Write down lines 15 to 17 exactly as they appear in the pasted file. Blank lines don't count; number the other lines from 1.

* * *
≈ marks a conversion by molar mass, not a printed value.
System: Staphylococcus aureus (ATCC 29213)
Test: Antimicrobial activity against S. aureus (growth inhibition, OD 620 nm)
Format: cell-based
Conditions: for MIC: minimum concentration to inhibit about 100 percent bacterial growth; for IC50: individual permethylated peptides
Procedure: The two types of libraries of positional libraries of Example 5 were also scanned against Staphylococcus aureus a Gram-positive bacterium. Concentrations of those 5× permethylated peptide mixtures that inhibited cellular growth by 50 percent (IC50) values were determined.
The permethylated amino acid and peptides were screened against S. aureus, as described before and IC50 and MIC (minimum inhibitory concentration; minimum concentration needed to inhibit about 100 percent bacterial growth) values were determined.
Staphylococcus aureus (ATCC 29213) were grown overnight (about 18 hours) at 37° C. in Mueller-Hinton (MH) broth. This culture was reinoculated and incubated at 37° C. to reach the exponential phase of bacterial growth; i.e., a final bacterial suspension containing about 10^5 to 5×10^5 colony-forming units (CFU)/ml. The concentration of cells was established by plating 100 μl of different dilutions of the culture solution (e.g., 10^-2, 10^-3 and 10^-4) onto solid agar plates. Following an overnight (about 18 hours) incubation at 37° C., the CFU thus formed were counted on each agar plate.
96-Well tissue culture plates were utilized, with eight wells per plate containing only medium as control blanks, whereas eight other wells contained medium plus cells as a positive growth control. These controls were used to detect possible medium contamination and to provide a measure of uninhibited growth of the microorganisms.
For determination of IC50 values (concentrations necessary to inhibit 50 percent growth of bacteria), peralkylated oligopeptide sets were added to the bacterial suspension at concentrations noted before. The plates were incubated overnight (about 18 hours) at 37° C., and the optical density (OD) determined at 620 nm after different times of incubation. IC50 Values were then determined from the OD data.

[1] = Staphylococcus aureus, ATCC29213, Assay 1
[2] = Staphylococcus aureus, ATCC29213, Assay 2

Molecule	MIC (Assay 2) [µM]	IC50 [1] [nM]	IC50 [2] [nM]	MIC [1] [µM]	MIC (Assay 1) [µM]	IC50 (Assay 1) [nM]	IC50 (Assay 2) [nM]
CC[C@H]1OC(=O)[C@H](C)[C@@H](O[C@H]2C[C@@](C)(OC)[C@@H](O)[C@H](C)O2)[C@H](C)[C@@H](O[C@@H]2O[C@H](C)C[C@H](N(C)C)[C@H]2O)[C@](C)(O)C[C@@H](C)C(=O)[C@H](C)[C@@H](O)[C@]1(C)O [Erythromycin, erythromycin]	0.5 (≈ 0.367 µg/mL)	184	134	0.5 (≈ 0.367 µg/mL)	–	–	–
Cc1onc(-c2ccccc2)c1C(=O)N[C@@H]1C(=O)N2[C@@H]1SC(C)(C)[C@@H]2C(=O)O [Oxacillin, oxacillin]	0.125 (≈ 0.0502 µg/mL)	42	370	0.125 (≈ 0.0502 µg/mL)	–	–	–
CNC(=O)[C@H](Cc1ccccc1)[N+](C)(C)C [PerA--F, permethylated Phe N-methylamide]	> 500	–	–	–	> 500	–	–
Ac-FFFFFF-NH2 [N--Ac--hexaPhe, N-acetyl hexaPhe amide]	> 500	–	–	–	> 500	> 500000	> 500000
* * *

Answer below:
Cc1onc(-c2ccccc2)c1C(=O)N[C@@H]1C(=O)N2[C@@H]1SC(C)(C)[C@@H]2C(=O)O [Oxacillin, oxacillin]	0.125 (≈ 0.0502 µg/mL)	42	370	0.125 (≈ 0.0502 µg/mL)	–	–	–
CNC(=O)[C@H](Cc1ccccc1)[N+](C)(C)C [PerA--F, permethylated Phe N-methylamide]	> 500	–	–	–	> 500	–	–
Ac-FFFFFF-NH2 [N--Ac--hexaPhe, N-acetyl hexaPhe amide]	> 500	–	–	–	> 500	> 500000	> 500000